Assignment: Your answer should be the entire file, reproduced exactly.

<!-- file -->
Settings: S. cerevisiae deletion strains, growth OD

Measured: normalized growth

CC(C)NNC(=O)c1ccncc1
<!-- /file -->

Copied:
Settings: S. cerevisiae deletion strains, growth OD

Measured: normalized growth

CC(C)NNC(=O)c1ccncc1